CHICAGO (CBS) — This week, Chicago is celebrating the 50th anniversary of the formal dedication of O’Hare International Airport by President John F. Kennedy.
Even before that ceremony in 1963, O’Hare had begun transforming from a former orchard into an economic engine for the city.
Before becoming O’Hare, the airport was known as Orchard Field, and the site was home to an aircraft assembly plant during World War II. The City Council renamed the airport O’Hare Airport in 1949 to honor naval aviator Edward “Butch” O’Hare, a Medal of Honor recipient from Chicago who died in WWII.
It continued to grow through the 1950s, and in 1961, all scheduled Midway Airport operations were transferred to O’Hare, making it the busiest airport in the world. The next year, President Kennedy presided over a formal dedication of O’Hare, lauding it as “one of the wonders of the modern world.”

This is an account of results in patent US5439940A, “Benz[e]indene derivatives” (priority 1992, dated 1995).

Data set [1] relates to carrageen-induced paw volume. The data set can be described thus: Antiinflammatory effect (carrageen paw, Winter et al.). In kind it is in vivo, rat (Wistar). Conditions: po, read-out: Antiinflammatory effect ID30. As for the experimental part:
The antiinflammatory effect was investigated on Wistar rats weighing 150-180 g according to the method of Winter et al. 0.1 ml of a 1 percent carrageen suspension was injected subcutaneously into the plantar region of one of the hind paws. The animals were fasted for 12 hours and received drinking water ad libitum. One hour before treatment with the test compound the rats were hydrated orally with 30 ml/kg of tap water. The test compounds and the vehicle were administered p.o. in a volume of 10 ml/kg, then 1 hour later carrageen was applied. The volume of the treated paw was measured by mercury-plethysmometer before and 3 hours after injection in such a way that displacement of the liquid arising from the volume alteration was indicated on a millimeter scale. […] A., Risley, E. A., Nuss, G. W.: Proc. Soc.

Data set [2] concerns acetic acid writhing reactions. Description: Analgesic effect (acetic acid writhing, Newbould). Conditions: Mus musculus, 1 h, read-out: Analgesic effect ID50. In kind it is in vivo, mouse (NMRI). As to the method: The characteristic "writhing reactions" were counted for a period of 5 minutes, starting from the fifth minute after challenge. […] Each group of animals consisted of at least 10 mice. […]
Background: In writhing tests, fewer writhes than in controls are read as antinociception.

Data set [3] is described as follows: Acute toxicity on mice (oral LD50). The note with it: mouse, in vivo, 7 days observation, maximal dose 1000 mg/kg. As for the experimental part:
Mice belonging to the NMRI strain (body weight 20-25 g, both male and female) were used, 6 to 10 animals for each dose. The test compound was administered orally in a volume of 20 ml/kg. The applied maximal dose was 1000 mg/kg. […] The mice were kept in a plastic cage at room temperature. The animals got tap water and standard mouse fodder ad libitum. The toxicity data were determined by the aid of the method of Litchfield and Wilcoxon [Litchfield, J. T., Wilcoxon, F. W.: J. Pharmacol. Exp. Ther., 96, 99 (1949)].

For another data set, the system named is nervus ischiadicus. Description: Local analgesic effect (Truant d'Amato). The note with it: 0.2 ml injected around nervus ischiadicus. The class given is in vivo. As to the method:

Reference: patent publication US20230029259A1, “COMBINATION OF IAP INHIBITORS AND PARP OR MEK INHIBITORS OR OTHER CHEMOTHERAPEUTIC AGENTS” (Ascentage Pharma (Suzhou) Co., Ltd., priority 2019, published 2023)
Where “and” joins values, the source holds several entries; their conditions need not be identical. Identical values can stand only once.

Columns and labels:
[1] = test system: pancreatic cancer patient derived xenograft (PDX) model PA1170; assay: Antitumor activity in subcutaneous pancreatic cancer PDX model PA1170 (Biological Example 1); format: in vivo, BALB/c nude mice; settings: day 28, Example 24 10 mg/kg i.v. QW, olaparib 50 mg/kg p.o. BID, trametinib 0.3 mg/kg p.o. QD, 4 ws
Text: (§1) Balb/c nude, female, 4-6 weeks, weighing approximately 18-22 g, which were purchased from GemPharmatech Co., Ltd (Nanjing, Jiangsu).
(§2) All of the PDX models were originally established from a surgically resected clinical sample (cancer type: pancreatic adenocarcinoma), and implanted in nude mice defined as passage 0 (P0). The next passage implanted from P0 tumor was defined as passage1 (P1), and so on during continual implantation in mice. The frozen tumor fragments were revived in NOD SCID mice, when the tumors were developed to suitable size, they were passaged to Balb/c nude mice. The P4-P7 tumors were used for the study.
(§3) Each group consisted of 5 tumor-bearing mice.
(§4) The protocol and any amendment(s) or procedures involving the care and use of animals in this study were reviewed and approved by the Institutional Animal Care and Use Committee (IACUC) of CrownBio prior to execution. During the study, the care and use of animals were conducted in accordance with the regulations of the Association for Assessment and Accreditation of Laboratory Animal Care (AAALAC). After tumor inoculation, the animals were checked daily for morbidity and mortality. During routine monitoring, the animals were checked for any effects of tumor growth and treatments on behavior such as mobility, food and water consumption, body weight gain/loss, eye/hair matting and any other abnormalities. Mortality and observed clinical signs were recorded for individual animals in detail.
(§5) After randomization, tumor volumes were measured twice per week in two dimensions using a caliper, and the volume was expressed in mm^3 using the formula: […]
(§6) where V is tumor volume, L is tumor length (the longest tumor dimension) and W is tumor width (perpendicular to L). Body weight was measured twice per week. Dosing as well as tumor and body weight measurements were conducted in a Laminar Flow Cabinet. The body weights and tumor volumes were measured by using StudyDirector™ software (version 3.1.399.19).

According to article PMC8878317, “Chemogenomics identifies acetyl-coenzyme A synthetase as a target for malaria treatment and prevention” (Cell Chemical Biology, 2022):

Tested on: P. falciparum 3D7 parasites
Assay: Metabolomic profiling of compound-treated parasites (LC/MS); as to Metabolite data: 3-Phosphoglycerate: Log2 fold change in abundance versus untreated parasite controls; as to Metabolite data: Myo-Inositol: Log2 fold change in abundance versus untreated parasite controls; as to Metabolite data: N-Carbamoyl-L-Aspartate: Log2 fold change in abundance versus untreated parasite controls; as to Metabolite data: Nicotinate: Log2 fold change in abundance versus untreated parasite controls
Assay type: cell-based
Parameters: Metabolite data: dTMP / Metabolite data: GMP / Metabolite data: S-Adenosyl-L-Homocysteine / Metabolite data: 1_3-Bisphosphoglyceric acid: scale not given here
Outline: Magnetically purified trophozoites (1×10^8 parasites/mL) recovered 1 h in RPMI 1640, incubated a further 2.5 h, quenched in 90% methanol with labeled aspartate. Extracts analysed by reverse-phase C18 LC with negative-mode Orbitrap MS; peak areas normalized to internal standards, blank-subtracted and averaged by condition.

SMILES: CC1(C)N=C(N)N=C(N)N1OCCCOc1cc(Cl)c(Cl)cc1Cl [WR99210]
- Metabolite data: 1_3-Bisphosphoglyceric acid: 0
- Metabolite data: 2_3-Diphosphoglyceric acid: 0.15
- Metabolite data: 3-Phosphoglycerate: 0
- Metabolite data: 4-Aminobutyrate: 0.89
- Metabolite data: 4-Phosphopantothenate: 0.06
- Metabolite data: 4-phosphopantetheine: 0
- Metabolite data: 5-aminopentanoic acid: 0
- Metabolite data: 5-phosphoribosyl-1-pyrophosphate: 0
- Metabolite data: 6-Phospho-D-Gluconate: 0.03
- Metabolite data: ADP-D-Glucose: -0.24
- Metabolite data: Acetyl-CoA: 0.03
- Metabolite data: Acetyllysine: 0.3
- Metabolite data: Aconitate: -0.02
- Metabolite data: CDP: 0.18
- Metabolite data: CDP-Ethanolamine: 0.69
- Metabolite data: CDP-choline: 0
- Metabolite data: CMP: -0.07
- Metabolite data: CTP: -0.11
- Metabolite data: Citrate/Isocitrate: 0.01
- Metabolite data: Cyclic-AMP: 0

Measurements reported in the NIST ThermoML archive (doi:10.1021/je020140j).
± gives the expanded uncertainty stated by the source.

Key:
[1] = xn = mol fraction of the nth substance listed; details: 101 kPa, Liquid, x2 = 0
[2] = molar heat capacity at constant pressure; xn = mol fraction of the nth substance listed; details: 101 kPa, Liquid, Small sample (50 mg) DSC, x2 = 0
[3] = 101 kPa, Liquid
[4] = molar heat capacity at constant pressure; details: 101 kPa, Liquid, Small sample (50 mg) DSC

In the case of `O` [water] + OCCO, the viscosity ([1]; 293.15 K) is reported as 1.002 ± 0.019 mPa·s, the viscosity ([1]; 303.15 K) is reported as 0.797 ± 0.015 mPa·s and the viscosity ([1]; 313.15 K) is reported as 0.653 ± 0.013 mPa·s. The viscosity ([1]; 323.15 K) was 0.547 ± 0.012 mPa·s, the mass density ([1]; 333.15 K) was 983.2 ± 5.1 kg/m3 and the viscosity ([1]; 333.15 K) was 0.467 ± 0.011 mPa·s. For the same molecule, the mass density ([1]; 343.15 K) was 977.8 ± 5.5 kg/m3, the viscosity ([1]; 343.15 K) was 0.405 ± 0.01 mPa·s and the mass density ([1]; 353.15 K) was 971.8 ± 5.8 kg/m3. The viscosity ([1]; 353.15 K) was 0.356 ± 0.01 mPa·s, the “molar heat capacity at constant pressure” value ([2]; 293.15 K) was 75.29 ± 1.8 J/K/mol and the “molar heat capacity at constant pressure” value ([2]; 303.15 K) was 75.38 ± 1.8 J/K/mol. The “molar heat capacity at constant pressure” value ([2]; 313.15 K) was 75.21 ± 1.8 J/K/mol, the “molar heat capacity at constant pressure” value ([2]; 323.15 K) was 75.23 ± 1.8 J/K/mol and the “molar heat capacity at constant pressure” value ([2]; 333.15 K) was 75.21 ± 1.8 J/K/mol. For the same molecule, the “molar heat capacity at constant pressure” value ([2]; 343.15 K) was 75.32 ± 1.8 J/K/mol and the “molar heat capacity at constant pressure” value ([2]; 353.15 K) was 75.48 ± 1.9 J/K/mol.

The celebration of the 50th anniversary started Saturday, when the airport welcomed the first non-stop flights to and from Berlin.
On Tuesday, each terminal will have family-themed entertainment from 10 a.m. to 1 p.m., including clowns, jugglers, and face painters.
All week long, children’s activity books will be distributed at food and drink concessions at the airport.
Various bands also will play each day; as the airport honors its employees on Wednesday, the business community on Thursday, and the city itself on Friday.
Northwestern university real estate and economic development professor Louis Masotti told WBBM Newsradio’s John Cody that O’Hare is and will remain the aviation center for Chicago.
He said he believes chances for a third airport at Peotone collapsed with the indictment of former Congressman Jesse Jackson Jr., its most prominent and vocal supporter.